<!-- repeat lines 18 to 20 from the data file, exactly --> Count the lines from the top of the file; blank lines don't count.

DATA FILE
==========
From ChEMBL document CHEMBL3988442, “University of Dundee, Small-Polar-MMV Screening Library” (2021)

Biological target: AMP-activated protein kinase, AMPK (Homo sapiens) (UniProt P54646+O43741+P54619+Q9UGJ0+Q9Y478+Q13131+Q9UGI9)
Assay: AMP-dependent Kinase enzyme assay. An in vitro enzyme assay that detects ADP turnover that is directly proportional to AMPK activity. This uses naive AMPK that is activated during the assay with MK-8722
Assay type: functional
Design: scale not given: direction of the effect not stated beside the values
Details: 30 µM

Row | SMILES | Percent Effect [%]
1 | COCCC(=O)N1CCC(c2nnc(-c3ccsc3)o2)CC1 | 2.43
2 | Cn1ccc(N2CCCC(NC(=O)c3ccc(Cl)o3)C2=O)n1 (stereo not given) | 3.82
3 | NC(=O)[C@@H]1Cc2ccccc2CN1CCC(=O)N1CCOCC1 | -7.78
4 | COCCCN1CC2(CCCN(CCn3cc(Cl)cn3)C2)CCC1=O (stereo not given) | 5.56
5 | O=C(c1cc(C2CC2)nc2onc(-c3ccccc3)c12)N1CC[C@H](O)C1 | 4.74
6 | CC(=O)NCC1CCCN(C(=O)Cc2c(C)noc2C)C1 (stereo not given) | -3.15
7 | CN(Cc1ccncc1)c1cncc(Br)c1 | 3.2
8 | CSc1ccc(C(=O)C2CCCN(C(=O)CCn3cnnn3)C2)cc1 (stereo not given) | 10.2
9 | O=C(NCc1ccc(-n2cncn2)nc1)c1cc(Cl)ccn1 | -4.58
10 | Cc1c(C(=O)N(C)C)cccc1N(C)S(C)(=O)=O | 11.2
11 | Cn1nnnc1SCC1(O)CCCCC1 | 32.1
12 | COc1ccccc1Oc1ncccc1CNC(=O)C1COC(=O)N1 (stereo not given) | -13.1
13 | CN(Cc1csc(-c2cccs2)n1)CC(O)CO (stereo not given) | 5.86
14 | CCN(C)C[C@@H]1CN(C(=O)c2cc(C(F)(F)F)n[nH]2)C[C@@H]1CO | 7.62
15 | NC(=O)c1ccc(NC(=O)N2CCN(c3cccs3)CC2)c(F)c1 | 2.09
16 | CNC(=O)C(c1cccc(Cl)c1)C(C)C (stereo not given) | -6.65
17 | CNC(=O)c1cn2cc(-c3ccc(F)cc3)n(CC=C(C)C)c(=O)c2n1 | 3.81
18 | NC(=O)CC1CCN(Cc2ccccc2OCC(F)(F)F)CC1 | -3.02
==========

11 | Cn1nnnc1SCC1(O)CCCCC1 | 32.1
12 | COc1ccccc1Oc1ncccc1CNC(=O)C1COC(=O)N1 (stereo not given) | -13.1
13 | CN(Cc1csc(-c2cccs2)n1)CC(O)CO (stereo not given) | 5.86